walkitout (walkitout) wrote,
walkitout
walkitout

long term care insurance

http://www.washingtonpost.com/blogs/ezra-klein/post/old-gray-and-here-to-stay/2011/10/21/gIQATcXB4L_blog.html

I'm more than a little horrified by this proposal.

A guy at Brookings proposes cobbling together a way to cover long term care needs and it includes:

"Effective at age forty, every adult would be required to purchase a long-term care insurance policy with certain specified features: a five-year term, a benefit of at least $150 per day, automatic inflation adjustment and a low deductible."

Let's do some math on what the hypothetical maximum benefit on a minimum policy meeting this criteria would be:

5 years * 150 $/day * 365 = $273750.

Why should _anyone_ who can demonstrate a net worth substantially in excess of this be required to purchase such a policy? I'd be _overjoyed_ to pay for the policies for a dozen poor people (2 dozen, even, maybe) before being required to buy one for myself, my husband, etc.

But running all this through insurance companies does not strike me as bright anyway. Insurance companies have in no way demonstrated that they can price these things correctly (the opposite, actually). By the time a law was passed requiring purchase, we'd be looking at steep premium increases or having to bail them out.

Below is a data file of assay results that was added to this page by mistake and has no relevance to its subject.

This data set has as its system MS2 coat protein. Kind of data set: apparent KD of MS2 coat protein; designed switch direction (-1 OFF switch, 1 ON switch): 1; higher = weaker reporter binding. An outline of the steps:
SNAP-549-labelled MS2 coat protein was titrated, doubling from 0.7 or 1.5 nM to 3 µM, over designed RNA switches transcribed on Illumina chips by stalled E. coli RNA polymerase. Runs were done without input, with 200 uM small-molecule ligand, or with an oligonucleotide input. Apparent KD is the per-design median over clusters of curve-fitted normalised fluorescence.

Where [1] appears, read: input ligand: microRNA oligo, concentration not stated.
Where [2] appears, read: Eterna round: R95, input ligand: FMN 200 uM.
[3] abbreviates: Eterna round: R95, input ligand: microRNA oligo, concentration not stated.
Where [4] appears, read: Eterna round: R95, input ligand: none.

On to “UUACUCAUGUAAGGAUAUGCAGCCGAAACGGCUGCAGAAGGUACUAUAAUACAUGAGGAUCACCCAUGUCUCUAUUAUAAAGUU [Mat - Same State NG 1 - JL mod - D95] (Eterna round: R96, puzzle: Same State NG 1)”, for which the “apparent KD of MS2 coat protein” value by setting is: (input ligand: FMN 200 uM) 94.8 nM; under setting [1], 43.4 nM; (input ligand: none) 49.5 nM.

I'm still trying to figure out what the probability to payout might be. I recognize that if you're fortunate enough to make it to 80, the odds get pretty good you'll need long term care, but of course a lot of people don't make it to 80 and I don't know the odds of an arbitrary baby born in an arbitrary year needing long term care after age 40. In fact, I think that's really the nut of the problem.

The concluding paragraph is extremely silly. "But with the population getting older and more reliant on long-term care, we’re likely going to have to do something." We never fix _anything_ until it's been well and truly intolerable for at least one full political cycle (4 years), usually several.

ETA People toss around premium numbers for this stuff. It is _no joke_. The annual premium for LTCI for someone in their 40s is liable to run small number of thousands. Annual premium for someone in their 60s might run more than a few thousand. If you think people should be paying for their own long term care, it makes more sense to mandate savings/retirement funding (if you took that premium and stuck it in something that made even 5% a year and were rigidly consistent about it, you'd have most of the benefit you might collect by the time you would actually need it). LTCI is essentially whole life under another name.
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